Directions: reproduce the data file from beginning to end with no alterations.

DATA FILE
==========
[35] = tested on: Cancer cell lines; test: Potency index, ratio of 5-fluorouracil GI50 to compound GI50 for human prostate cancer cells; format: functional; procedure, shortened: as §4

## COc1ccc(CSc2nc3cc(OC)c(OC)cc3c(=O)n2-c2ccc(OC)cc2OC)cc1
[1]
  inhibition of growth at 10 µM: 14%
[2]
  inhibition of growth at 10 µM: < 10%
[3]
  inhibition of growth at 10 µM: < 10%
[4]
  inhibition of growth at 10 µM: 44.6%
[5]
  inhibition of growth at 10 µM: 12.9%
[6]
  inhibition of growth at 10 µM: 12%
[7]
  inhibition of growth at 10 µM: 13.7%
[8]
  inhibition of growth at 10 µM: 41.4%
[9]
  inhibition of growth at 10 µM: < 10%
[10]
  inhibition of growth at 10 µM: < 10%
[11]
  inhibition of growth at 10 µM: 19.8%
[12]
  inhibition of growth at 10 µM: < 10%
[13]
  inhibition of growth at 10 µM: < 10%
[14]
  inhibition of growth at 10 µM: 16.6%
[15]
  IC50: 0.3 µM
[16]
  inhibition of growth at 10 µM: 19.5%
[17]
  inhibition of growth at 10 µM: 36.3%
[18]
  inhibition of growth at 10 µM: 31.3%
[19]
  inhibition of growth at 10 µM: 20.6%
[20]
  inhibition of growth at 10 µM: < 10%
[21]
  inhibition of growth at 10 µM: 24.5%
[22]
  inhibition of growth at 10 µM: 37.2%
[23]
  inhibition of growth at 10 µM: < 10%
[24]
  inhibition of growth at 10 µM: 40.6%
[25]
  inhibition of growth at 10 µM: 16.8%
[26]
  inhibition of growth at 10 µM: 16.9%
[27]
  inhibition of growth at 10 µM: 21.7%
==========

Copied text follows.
[35] = tested on: Cancer cell lines; test: Potency index, ratio of 5-fluorouracil GI50 to compound GI50 for human prostate cancer cells; format: functional; procedure, shortened: as §4

## COc1ccc(CSc2nc3cc(OC)c(OC)cc3c(=O)n2-c2ccc(OC)cc2OC)cc1
[1]
  inhibition of growth at 10 µM: 14%
[2]
  inhibition of growth at 10 µM: < 10%
[3]
  inhibition of growth at 10 µM: < 10%
[4]
  inhibition of growth at 10 µM: 44.6%
[5]
  inhibition of growth at 10 µM: 12.9%
[6]
  inhibition of growth at 10 µM: 12%
[7]
  inhibition of growth at 10 µM: 13.7%
[8]
  inhibition of growth at 10 µM: 41.4%
[9]
  inhibition of growth at 10 µM: < 10%
[10]
  inhibition of growth at 10 µM: < 10%
[11]
  inhibition of growth at 10 µM: 19.8%
[12]
  inhibition of growth at 10 µM: < 10%
[13]
  inhibition of growth at 10 µM: < 10%
[14]
  inhibition of growth at 10 µM: 16.6%
[15]
  IC50: 0.3 µM
[16]
  inhibition of growth at 10 µM: 19.5%
[17]
  inhibition of growth at 10 µM: 36.3%
[18]
  inhibition of growth at 10 µM: 31.3%
[19]
  inhibition of growth at 10 µM: 20.6%
[20]
  inhibition of growth at 10 µM: < 10%
[21]
  inhibition of growth at 10 µM: 24.5%
[22]
  inhibition of growth at 10 µM: 37.2%
[23]
  inhibition of growth at 10 µM: < 10%
[24]
  inhibition of growth at 10 µM: 40.6%
[25]
  inhibition of growth at 10 µM: 16.8%
[26]
  inhibition of growth at 10 µM: 16.9%
[27]
  inhibition of growth at 10 µM: 21.7%